Posted: October 19th, 2009 | Author: mooflyfoof | Filed under: Dairy-free, Dessert, Vegan, Vegetarian | Tags: grapefruit, sherry | 7 Comments »
Hello friends! It’s been far too long since I posted. A lot has happened in the past few months. I went to Lark Camp, Burning Man, and the Florida Keys for Ed’s cousin Stephanie’s wedding. Oh and did I mention, I got engaged!! That’s right, my dearest Ed asked me to marry him the last night of Burning Man. :) Needless to say, it’s been a flurry of activity for a few months solid, leaving me with very little time or energy to cook, let alone write about cooking. But now that things have calmed down a bit, I can get my head straight and start getting back into my old routines.
Tonight I was inspired by three delightful little grapefruits left at our house by the lovely Arlette. She had brought them to our engagement party to make some truly inspired Greyhounds, rimmed with homemade smoked salt. But I digress. Tonight there were no greyhounds– I’m sure mine would pale in comparison to Arlette’s anyway. Instead, I made a dessert that my parents have made for me for as long as I can remember: broiled grapefruit. It’s incredibly quick and easy to make. It doesn’t even really need a recipe.
First, turn your broiler on. Then cut your grapefruit in half horizontally and place it on a cookie sheet. Use a sharp knife to cut the edges of each triangle, which will make them easier to remove with a spoon later. Sprinkle with granulated sugar, followed with a bit of sherry. Place in broiler for about 8-9 minutes, until it starts slightly blackening on top (but don’t let it burn!). Take it out of the broiler, let it cool for a few minutes, and eat it with a spoon. Be sure to slurp up all the tasty juices from each grapefruit half! Getting messy is half the fun.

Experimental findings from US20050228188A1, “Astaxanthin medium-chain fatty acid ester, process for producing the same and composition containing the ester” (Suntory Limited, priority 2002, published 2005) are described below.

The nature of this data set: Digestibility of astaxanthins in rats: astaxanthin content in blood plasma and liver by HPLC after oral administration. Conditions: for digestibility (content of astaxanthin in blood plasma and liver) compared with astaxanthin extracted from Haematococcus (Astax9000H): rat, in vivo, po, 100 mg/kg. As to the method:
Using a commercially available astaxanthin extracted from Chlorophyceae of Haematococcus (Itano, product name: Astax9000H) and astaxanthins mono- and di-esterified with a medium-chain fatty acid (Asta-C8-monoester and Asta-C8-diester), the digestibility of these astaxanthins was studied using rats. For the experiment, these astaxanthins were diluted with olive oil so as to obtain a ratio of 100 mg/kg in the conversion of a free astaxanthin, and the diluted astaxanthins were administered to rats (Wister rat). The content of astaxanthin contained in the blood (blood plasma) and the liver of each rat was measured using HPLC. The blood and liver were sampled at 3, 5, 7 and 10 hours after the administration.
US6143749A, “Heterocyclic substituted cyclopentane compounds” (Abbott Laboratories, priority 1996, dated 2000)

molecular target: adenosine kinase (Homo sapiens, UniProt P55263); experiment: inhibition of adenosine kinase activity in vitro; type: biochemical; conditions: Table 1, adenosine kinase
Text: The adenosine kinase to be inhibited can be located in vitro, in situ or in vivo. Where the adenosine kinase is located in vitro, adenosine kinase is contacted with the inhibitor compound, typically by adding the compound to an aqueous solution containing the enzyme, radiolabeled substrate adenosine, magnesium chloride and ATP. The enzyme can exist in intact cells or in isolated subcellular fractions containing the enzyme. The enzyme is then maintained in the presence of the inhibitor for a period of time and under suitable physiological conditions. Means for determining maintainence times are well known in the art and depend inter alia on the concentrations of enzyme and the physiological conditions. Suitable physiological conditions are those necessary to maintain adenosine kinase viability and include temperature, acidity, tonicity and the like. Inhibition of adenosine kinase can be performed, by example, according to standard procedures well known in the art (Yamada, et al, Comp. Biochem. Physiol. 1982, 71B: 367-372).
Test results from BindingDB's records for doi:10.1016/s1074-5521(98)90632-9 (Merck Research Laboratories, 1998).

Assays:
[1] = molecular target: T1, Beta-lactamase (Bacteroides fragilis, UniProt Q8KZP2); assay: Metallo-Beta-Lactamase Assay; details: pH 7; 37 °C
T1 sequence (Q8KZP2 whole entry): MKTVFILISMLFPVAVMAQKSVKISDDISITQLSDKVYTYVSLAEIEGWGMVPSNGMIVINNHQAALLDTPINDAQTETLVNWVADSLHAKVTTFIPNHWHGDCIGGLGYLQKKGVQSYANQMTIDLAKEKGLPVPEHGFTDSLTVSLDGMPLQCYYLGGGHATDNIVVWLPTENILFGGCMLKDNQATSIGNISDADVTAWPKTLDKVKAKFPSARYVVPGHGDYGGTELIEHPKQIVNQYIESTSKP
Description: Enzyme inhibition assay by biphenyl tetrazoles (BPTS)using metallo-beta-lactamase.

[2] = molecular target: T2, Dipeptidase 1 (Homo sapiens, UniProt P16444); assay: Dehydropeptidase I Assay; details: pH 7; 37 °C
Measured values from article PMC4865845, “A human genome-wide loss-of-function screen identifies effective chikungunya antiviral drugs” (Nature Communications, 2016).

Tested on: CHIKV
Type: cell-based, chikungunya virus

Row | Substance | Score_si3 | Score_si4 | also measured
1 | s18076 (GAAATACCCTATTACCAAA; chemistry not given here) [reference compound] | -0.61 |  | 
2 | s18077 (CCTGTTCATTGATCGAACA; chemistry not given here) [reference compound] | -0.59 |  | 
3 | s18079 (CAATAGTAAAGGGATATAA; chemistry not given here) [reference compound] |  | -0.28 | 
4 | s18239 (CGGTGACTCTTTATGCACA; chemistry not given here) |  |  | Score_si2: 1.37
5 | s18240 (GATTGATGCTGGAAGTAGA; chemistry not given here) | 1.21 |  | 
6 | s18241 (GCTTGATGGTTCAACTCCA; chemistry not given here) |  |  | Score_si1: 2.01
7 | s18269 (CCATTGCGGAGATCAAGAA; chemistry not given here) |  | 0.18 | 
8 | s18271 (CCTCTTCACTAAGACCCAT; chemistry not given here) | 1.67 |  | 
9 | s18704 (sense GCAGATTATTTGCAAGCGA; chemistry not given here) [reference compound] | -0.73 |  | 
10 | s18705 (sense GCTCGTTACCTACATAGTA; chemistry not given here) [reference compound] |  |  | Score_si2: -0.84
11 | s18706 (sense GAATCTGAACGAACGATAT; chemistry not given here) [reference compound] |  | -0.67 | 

Posted: July 20th, 2009 | Author: mooflyfoof | Filed under: Cupcakes, Dairy-free, Dessert, Vegan, Vegetarian | Tags: absinthe | No Comments »
I have no special story for these ‘cakes, just a stroke of inspiration and a homey Sunday afternoon. I chose to make these vegan because Ed can’t do dairy and because I have a lot of vegan friends. And honestly? Vegan cupcakes are just as scrumptious as their animal-product counterparts. My cupcake bible is Vegan Cupcakes Take Over the World, by Isa Chandra Moskowitz & Terry Hope Romero. This recipe is based on the “Golden Vanilla Cupcakes” and the “Fluffy Buttercream Frosting” recipes in that book. The absinthe and cardamom are pretty subtle, but definitely there.
Adapted from “Golden Vanilla Cupcakes” and the “Fluffy Buttercream Frosting” in Vegan Cupcakes Take Over the World.
Yield: 12 cupcakes
1/4 cup absinthe (I used Kubler)
3/4 cup soymilk
1 teaspoon apple cider vinegar
1 1/4 cup all-purpose flour
2 tablespoons cornstarch
3/4 teaspoon baking powder
1/2 teaspoon baking soda
1/2 teaspoon salt
1/2 teaspoon ground cardamom (heaping)
1/3 cup canola oil
3/4 cup granulated sugar
2 teaspoons vanilla extract
1/4 teaspoon almond extract (or more vanilla extract)
1/4 cup non-hydrogenated shortening (I like Spectrum)
1/4 cup non-hydrogenated margarine (I like Earth Balance)
1 3/4 cup powdered sugar, sifted if clumpy
3 tablespoons absinthe
- Preheat oven to 350°F.
- Whisk together soymilk, absinthe, and apple cider vinegar in a 2-cup measuring cup. Set aside to curdle.
- In a large bowl, sift together flour, cornstarch, baking powder, baking soda, salt, and cardamom.
- To the soymilk mixture, add sugar, oil, vanilla, and almond extract. Mix thoroughly. I like to use a whisk for this job.
- Add wet mix to dry and stir until there are no more clumps.
- Line cupcake tray with cupcake liners. Fill each cup 2/3 full with batter. Bake 20-22 minutes, until a toothpick inserted into the center of a cupcake comes out clean.
- While they’re cooling, make the frosting!
- Beat all ingredients together till well incorporated and fluffy.
- When cupcakes are 100% cooled, frost them. Then devour.
Posted: June 24th, 2009 | Author: mooflyfoof | Filed under: Dairy-free, Dessert, Gluten Free, Quickbreads, Vegetarian | Tags: bananas | 5 Comments »